In common with the on-highway vehicle community, the off-highway industry is experiencing a revolution. Previously dominated by mechanical engineering, off-highway vehicle development is now focused on electrical and electronic (EE) innovation to deliver improved efficiency, safety, and product differentiation.
This, in turn, creates new challenges, specifically those relating to complexity. Arguably, purely physical structures are relatively easy to study, especially with the ready availability of techniques such as 3-D rendering, animation, and finite element analysis. But developing a traction control system integrated into a complete vehicle involves domains as diverse as control algorithm design, power consumption assessment, and frictional response modeling.
Modern off-highway vehicles contain highly complex embedded software code running on multiple electronic control units delivered by various suppliers, connected by an electrical architecture that distributes thousands of digital and analog signals around the vehicle, and potentially available in a huge number of configurations.
Compounding the challenge, in a bid to reduce costly subsystems such as drivetrain control, navigation and communications are no longer discrete. Signals are shared, software components from several subsystems run on the same processor, and actuators accomplish several functions. This makes the task of EE systems integration, everything from ensuring correct and safe vehicle behavior to creating documentation for all configurations, extremely difficult. Cost overruns, schedule delays, and design errors are inevitable.
Some thought leaders have concluded that traditional development processes, typically partitioned into separate domains such as electrical engineering and software development, can no longer cope. Instead they posit that the application of formal systems engineering techniques is the only way to deal with today’s EE complexity.
Individuals understand the term “systems engineering” in somewhat different ways. But in fact systems engineering is a rather formal discipline backed by a large body of research. High-level characteristics include:
• A multidisciplinary approach, considering the problem as a whole.
• Early identification and documentation of requirements.
• A structured development process proceeding from concept to production to operation.
• Consideration of both business and technical dimensions with the goal of providing a quality product that meets users’ needs.
At a lower level the systems engineering approach is often represented as a “V diagram.” Data at a high level of abstraction is progressively decomposed and enriched to lower abstractions until buildable components (software blocks, electronic components, wire harnesses, etc., in the case of EE systems) become fully defined.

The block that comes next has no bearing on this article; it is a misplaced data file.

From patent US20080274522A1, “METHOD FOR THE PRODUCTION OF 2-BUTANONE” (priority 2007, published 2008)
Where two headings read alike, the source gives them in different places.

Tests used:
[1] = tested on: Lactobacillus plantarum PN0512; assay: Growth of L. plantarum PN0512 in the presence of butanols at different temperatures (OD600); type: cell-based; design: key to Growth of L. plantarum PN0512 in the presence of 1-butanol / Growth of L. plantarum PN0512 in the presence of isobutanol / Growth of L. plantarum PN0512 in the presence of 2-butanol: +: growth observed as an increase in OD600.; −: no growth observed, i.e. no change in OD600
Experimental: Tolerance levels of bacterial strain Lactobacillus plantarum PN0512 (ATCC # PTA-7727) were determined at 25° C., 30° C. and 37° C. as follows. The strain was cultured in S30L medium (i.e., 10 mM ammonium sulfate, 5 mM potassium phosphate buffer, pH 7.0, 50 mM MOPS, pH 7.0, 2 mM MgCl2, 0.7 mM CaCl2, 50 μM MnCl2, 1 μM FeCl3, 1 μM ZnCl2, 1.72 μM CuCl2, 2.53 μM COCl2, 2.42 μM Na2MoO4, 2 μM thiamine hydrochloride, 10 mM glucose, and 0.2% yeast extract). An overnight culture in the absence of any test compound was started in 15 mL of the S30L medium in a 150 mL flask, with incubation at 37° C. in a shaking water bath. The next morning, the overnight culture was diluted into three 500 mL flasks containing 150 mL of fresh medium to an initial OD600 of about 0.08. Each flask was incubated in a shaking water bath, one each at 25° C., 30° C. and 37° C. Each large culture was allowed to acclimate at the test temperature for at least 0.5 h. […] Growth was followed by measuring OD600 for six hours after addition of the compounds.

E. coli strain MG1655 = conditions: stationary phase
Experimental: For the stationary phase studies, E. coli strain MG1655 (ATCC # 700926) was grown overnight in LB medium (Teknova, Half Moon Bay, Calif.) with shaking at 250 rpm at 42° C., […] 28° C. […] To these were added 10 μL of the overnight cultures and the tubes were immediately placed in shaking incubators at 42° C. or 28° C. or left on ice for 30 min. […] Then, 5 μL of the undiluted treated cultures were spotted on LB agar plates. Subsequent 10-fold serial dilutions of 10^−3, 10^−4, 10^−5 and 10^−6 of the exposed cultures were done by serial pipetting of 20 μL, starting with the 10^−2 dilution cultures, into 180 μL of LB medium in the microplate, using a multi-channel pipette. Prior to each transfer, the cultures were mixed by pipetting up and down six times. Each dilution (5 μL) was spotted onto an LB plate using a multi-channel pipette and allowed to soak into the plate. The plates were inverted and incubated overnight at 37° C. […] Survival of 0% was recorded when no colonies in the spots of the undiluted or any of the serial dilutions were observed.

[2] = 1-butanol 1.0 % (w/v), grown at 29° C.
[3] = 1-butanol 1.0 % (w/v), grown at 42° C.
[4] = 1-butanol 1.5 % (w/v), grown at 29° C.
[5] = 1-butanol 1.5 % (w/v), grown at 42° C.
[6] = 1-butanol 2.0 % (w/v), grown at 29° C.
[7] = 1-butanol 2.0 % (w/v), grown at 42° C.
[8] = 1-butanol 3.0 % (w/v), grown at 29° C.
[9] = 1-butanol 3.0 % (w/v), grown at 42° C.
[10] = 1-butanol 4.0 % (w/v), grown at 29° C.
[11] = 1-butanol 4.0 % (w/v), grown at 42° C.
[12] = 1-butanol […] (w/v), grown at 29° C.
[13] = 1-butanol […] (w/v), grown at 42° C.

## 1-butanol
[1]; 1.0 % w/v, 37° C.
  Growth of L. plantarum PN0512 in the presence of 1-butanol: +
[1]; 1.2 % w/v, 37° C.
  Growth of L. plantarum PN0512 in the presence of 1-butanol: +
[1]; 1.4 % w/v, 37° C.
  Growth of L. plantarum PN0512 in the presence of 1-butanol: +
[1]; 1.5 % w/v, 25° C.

These components are then progressively integrated, with repeated verification steps, until the complete system is assembled. Crucially, transitions between abstractions are ideally automated via machine executable specifications (a process known as synthesis) with full traceability maintained, such as from requirement to component implementation.
There is now good evidence that systems engineering principles can indeed be highly successful. And synthesis between multiple abstractions is the standard way of designing complex electronic chips. Indeed, this would be impossible without such techniques.
This is why executives responsible for vehicle EE development are now seriously studying the systems engineering philosophy. It’s also why software tool vendors supplying this area are starting to support the systems engineering paradigm with concrete capabilities such as requirements integrations, design synthesis, and verification platforms.
Many believe that systems engineering principles are indeed the solution to EE complexity and that companies who fail to embrace this paradigm will fall behind, or worse. There is no doubt the supporting technologies will continue to improve.
That said, the biggest issue to manage may well be organizational change, not bits and bytes. This is because the skillsets and methodologies needed to really leverage systems engineering imply quite significant organizational change, which is always a challenging task.
Martin O'Brien, General Manager, Integrated Electrical Systems Division, Mentor Graphics, wrote this article for SAE Off-Highway Engineering.